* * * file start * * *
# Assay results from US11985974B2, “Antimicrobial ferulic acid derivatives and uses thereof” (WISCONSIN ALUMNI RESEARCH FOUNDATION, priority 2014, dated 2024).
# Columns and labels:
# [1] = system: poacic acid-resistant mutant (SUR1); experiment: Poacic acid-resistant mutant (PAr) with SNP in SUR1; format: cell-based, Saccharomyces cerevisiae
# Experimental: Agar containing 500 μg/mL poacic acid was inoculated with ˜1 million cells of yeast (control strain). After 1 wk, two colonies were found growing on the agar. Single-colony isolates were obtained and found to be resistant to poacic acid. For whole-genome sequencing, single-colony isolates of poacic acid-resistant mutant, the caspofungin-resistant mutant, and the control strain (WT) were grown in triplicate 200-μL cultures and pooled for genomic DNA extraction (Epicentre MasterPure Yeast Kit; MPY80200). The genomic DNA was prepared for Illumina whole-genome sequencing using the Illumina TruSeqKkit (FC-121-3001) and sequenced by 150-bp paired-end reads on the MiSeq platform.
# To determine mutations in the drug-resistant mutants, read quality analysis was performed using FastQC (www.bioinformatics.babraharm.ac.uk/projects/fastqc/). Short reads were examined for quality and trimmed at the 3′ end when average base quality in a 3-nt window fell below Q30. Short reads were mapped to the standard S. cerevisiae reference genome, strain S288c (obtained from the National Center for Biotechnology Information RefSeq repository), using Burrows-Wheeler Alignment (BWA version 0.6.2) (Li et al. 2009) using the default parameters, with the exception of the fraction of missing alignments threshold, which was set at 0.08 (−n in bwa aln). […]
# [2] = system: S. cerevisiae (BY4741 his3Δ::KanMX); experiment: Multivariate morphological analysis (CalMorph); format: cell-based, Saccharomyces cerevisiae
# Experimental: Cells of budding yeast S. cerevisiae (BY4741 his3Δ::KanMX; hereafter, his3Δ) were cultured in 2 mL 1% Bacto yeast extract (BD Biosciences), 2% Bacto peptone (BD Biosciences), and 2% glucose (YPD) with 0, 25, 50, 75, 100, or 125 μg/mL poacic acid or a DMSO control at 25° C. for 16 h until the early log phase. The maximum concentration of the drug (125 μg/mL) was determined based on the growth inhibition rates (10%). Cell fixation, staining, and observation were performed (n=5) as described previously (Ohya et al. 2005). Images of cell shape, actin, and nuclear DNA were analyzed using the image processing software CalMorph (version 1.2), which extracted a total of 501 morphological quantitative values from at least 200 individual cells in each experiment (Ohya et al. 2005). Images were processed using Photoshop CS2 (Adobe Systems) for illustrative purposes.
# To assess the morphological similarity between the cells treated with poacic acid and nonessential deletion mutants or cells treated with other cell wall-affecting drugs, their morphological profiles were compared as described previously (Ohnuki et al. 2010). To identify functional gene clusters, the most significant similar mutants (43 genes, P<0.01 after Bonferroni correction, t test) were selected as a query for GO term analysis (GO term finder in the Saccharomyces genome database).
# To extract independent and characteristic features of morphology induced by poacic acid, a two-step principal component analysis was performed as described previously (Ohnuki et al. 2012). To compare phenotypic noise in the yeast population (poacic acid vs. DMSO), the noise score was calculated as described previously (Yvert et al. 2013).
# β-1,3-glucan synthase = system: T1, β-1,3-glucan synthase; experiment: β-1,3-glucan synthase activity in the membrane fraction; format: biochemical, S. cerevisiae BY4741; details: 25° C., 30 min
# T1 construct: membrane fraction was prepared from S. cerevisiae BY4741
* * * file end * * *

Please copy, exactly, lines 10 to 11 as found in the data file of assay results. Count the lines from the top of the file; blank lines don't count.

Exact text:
# β-1,3-glucan synthase = system: T1, β-1,3-glucan synthase; experiment: β-1,3-glucan synthase activity in the membrane fraction; format: biochemical, S. cerevisiae BY4741; details: 25° C., 30 min
# T1 construct: membrane fraction was prepared from S. cerevisiae BY4741